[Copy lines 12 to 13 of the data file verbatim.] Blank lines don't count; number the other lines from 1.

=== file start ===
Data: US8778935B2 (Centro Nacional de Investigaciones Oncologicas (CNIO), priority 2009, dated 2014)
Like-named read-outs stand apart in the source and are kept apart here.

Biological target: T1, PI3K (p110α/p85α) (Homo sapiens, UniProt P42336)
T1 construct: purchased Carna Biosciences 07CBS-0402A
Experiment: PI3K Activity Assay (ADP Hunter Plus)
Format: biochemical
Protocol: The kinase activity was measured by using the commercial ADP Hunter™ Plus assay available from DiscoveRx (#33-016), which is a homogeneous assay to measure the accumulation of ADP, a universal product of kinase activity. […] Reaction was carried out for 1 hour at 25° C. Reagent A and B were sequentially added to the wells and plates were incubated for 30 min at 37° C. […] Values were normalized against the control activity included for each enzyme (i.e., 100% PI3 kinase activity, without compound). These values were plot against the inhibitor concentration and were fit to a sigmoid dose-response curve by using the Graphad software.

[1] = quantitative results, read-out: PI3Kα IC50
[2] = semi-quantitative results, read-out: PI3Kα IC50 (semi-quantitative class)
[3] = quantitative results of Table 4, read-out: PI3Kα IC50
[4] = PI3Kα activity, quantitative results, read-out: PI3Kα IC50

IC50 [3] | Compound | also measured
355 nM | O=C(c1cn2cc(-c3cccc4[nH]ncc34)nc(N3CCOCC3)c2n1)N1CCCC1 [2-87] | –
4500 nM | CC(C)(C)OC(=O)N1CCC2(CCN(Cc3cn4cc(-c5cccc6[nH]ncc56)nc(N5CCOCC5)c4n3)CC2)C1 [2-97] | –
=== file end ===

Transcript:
IC50 [3] | Compound | also measured
355 nM | O=C(c1cn2cc(-c3cccc4[nH]ncc34)nc(N3CCOCC3)c2n1)N1CCCC1 [2-87] | –